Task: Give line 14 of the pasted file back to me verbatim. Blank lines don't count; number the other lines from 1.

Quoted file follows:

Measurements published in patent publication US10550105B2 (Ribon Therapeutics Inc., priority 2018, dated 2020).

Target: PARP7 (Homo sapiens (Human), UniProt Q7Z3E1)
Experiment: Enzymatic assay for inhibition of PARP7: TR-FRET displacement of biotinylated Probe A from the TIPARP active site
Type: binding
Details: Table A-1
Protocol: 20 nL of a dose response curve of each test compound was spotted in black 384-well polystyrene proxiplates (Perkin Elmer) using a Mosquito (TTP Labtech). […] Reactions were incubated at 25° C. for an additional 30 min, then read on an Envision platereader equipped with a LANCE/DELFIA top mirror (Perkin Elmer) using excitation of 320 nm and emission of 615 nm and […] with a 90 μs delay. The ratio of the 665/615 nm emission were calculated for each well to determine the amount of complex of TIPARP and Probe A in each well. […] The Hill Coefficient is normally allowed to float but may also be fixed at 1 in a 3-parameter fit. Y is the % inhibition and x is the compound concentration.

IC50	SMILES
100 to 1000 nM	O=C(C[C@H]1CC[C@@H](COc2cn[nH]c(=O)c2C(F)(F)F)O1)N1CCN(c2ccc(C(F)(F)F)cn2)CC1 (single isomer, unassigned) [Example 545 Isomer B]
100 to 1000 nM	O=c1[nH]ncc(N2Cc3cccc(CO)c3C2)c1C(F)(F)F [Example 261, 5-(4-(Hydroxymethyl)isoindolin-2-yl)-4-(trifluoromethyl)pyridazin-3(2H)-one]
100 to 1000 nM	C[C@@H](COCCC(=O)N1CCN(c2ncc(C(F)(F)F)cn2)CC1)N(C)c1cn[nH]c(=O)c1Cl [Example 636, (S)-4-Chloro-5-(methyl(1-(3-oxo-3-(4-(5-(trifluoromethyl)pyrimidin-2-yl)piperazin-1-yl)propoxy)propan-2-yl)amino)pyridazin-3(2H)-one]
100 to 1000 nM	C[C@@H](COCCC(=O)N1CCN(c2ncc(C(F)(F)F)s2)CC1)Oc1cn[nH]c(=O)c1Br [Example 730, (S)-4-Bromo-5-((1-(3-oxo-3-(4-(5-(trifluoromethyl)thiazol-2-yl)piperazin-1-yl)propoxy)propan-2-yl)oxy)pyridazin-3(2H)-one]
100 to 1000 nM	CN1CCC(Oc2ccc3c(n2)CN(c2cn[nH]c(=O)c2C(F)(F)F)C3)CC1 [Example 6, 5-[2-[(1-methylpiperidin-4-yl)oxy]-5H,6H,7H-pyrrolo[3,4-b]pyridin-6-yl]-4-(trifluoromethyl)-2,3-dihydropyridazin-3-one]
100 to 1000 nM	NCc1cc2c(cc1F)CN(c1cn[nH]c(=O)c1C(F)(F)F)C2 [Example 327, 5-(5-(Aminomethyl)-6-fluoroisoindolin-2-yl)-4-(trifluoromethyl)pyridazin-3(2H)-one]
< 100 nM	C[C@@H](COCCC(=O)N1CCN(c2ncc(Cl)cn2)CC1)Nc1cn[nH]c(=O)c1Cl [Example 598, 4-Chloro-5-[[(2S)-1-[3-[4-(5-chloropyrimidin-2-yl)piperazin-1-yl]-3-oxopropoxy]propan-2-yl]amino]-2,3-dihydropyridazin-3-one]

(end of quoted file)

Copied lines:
< 100 nM	C[C@@H](COCCC(=O)N1CCN(c2ncc(Cl)cn2)CC1)Nc1cn[nH]c(=O)c1Cl [Example 598, 4-Chloro-5-[[(2S)-1-[3-[4-(5-chloropyrimidin-2-yl)piperazin-1-yl]-3-oxopropoxy]propan-2-yl]amino]-2,3-dihydropyridazin-3-one]